President's Corner

August 4, 2010

Dear Members,

I hope you have all had time or will be taking time for a vacation, however brief that may be. While summer rolls on, so does the recession. Unemployment in the design and construction industry continues to be at an all time high. As you probably know by now, AIA-NJ’s East Coast Green conference is coming up in September on the 16th and 17th, coupled with our annual Design Day. These events are highlighted by high level speakers, multiple CEU opportunities for AIA, USGBC, and IDEC focused on the conference theme of meeting the Architecture 2030 Challenge, and a strong industry exhibit show. What you probably don’t know, is we have been working hand in hand with the USGBC-NJ chapter to host a green jobs career fair prior to the opening of the expo floor on Wednesday, September 15th.

One of the intentions of combining Design Day and the East Coast Green conference at a venue like Atlantic City was to provide a showcase for our profession and our work to the public, building owners, and decision makers, as well as an opportunity to network with our peers. AIA-NJ is very conscious of the current economic times has worked hard this year to provide educational programs that will build skills and expand services. But, the year is only half over and I’m not done being President just yet.

When I came back from Grassroots it was clear we needed to figure out a way to help our members, and those who were not members, struggling in the profession or even to get in to the profession. I began researching what support mechanisms other Chapters across the country offer their members and discussing the creating of a ‘Members-in-Transition’ section of our web site. Serendipitously, I was recently approached by such a member about this very topic. As a result, the Professional Practice Committee, chaired by Chris Ling, in conjunction with our Communications, Large Firm Outreach, and Small Firm Outreach committees, will lead the effort to develop a bundled suite of resources for our members in transition. Initial visions of this suite include professional development seminars on everything from skill building, maintenance, and expansion to personal presentation and resume skills, a job board for Owners to post opportunities as well as a resume board for members to connect with one another and the public, networking opportunities, and study groups to name a few. I am very excited about this effort and believe that the ability to develop and deploy these bundles resources in a timely manner only further demonstrates the value if AIA-NJ to its members and the profession. For more information or to get involved in this evolving effort, please contact the Professional Practice Committee, whose information in available at AIA-NJ’s website.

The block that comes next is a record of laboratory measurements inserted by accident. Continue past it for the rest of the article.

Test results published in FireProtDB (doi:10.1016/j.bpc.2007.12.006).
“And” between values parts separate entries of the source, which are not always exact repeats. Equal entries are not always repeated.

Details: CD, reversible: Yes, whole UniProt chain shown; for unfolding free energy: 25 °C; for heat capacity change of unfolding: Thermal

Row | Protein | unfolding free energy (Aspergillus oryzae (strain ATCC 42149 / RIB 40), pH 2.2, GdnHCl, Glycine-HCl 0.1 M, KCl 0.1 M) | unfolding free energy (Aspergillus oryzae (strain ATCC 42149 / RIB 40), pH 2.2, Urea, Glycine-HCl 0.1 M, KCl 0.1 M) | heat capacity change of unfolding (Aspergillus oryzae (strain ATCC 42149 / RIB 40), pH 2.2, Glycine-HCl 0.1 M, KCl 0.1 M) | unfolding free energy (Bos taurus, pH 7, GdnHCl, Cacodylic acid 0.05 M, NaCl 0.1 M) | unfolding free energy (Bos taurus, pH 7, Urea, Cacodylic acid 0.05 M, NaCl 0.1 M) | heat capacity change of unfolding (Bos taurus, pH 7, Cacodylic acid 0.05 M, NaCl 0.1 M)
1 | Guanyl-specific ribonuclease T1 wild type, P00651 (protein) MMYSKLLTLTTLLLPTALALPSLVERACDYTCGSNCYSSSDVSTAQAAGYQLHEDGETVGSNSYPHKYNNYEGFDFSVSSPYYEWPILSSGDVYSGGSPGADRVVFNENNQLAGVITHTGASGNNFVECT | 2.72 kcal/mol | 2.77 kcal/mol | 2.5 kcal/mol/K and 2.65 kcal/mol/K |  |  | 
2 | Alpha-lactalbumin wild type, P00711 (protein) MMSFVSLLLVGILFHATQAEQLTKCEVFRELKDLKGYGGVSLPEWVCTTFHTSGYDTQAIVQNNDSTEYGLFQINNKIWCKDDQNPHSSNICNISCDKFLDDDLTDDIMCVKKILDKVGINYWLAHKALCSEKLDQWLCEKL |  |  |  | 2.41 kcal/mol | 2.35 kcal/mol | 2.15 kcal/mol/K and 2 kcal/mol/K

Lastly, related to the idea of expanding skills, I am extremely pleased to relay, on behalf of our Regional Director Dave DelVecchio, AIA, LEEDap, that the EPA now allows registered architects to complete the Energy Star verification process. Prior to April 1, 2010 only professional engineers were allowed to complete the verification forms to certify performance for an Energy Star project. Thanks to Dave and follow up at AIA National in arguing this point, the EPA has recognized, “the increasingly important role that registered architects are playing in both design and operations of today’s energy efficient buildings.” The full announcement from the EPA is available at AIA-NJ’s website. I think this is a powerful and telling statement of our role in sustainability and a credit to AIA National and AIA-NJ in making architects seen as one of the expects in this area of design.

If you are not familiar with the energy star portfolio manage or target finder website, this is a National EPA program and is considered the benchmark in energy performance in the United States. Much of the information required to be input for Energy Star is directly under the perview of the Architect, such as establishing the number of occupants, size and use type of the building, and areas to be conditioned or not. The remaining information is essentially an upload of 12 months of utility use data provided by the Owner. All of this is fed in to EPA’s data base to determine a rating (1-100) for a building’s energy use. A minimum score of 75 is needed to qualify as an energy star building. Many of you may wonder why this change to allow architects to perform this benchmark and verification is important. The primary reason is this, most projects start with a feasibility study of some kind and with the focus on energy performance, many projects that are moving forward start with benchmarking through energy star these days. It is another tool to help generate work for us and take the lead role as the sustainability experts. Federal and State incentives and grants may also be tied to Energy Star, as well as LEED certification for Existing Building and Homes, making our role in its use a central and necessary tool to the creation, delivery, and management of projects. Please put Energy Star to work for you! If you have any questions regarding this please contact the AIA-NJ Committee on the Environment or visit Energy Star’s web site, and don’t forget to register for East Coast Green if you haven’t already!


Jason Kliwinski, AIA, LEED AP
AIA-NJ President 2010
AIA National Northeast Regional COTE Chair

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